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A thousand Hazelwood jobs will be cut in April; 200 more to be gone from Claycomo next month.
January 30, 2004
Hazelwood — As mayor of this St. Louis suburb, T.R. Carr knew for months that Ford Motor Co. likely would cut one of the two shifts at its assembly plant in exchange for pulling the 50-year-old site off its closure list.
The world's second-largest automaker made it official Thursday, announcing it will eliminate the plant's second shift by April 26, cutting 1,000 jobs that draw an estimated combined payroll of $60 million.
Even with the advance warning, Carr winced at the news.
"It's never easy to take," he told reporters Thursday in Hazelwood City Hall. "I really feel a sense of loss for the men and women whose jobs are lost."
Displaced workers would be offered jobs at other Ford sites nationwide, spokesman Ed Lewis said from the automaker's headquarters in Dearborn, Mich.
"We struggle with these decisions. It's a tough one, but it's necessary to align consumer demand with production in the company's business structure," Lewis said.
Across the state in suburban Kansas City, Ford will lay off 200 hourly workers — 100 on Feb. 6, then the other half a week later — from its 5,600-worker Claycomo plant, where the F-150 pickup truck and Escape SUV are made, Lewis confirmed Thursday.
Workers affected there will be those with less than one-year seniority, namely many of the employees Ford hired last year to bolster its launches of the 2005 F-150 and the 2005 Escape, Lewis said.
In 2002, Ford announced it would close the Hazelwood plant, which employs 2,700 people, by mid-decade but reversed its decision last September, agreeing as part of its latest contract with the United Auto Workers to keep the site open at least through 2007.
A task force appointed by Gov. Bob Holden to encourage the automaker to spare the plant cheered the decision to keep the plant open. As part of the deal, Ford will get $9 million in state incentives and $8 million in local tax abatements. Carr said that deal was tied to the company's agreement to invest at least $100 million to modernize the factory.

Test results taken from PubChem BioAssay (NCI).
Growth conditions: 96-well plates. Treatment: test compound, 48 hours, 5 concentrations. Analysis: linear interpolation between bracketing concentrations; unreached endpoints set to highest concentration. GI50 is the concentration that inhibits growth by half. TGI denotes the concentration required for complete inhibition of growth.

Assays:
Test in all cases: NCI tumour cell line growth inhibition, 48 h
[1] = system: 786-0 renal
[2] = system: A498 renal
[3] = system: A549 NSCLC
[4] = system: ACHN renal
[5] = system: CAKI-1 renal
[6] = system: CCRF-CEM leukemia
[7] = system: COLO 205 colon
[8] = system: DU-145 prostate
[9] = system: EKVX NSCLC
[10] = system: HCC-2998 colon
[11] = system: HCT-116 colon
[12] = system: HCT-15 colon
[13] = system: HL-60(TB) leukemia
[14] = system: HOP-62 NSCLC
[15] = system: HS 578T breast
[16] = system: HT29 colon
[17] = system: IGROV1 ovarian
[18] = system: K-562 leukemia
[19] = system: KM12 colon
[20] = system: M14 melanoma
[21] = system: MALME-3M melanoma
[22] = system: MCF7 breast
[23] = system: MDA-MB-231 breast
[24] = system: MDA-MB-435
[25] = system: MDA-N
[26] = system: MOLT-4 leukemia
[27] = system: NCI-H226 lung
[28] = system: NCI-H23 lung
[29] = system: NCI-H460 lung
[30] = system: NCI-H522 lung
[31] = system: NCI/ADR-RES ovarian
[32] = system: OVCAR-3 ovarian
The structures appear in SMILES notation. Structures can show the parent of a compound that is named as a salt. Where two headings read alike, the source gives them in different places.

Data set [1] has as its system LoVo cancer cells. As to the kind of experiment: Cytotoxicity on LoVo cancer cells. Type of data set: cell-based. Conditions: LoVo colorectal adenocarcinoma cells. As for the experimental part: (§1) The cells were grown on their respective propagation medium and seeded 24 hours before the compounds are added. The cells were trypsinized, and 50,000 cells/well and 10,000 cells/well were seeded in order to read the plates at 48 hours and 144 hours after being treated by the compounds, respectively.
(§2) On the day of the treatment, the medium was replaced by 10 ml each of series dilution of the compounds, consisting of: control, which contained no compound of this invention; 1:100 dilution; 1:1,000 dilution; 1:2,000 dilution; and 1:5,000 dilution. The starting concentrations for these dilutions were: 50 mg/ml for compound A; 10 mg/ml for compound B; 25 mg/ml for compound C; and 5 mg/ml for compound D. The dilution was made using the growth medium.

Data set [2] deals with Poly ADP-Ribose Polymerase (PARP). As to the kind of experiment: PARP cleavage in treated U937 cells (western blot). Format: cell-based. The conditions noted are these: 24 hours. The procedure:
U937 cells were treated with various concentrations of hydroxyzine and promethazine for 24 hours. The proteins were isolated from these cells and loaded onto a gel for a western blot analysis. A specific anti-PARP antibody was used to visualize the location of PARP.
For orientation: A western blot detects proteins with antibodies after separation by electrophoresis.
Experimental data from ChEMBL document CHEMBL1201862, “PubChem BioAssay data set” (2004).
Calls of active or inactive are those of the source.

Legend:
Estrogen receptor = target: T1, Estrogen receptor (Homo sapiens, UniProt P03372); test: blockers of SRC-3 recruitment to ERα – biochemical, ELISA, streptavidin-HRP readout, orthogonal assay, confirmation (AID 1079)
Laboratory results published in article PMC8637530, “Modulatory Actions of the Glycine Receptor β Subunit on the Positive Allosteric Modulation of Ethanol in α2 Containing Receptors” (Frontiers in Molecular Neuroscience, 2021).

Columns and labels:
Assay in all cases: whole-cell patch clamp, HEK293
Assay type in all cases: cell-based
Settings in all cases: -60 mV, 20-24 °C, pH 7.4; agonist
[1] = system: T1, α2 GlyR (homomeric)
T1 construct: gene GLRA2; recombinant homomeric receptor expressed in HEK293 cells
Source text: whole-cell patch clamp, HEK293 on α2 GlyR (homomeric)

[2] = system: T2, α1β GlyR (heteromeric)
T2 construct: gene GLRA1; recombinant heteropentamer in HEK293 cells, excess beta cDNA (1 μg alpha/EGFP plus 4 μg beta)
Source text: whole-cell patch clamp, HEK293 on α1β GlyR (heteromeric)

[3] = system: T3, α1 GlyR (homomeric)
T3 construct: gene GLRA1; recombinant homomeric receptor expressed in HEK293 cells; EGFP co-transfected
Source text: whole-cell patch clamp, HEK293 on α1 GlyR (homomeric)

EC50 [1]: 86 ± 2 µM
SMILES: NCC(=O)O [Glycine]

Holden said word of the layoffs was no surprise.
"When we had the discussions (with Ford), we knew this was a possibility," Holden said at a news conference in St. Louis on an unrelated matter. "We'll try to work with Ford in trying to minimize the impact on all those 1,000 people" facing pink slips.
Said Carr: "Ford has been in Hazelwood for 50 years; our plan is to keep Ford in Hazelwood another 50 years."
Carr said Hazelwood and the task force will continue working with Ford and the UAW in hopes of keeping the plant open past 2007. Carr also hopes sales of SUVs improve enough to prompt a return of the second shift at a factory where he said worker salaries average $60,000 a year.
"We cannot rest on our laurels and assume that because we have one shift the future's secure," Carr said.
While the layoffs smart, Carr says the blow perhaps has been softened by the growing breadth of Hazelwood's industry, from aerospace to auto-parts supplying, biotech interests and retailing.
"We hope to offset this loss," he said.
UAW Local 325 President Ken Dearing did not return messages.